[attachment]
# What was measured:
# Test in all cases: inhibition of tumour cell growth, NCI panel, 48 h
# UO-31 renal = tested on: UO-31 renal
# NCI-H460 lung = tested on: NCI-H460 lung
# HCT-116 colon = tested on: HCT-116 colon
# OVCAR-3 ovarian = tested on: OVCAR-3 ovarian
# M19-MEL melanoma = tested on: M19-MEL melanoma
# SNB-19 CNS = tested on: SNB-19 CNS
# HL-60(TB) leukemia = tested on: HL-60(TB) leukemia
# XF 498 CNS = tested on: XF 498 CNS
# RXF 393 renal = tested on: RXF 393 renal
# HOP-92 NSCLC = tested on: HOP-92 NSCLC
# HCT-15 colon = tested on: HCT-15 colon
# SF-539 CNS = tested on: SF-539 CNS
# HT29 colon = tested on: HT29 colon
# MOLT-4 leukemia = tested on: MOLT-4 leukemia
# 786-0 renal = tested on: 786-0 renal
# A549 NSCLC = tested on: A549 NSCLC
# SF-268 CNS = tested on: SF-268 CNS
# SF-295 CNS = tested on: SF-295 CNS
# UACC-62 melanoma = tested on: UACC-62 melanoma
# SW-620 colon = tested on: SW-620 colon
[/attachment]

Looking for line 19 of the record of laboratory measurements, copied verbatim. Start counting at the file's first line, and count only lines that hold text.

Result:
# SF-268 CNS = tested on: SF-268 CNS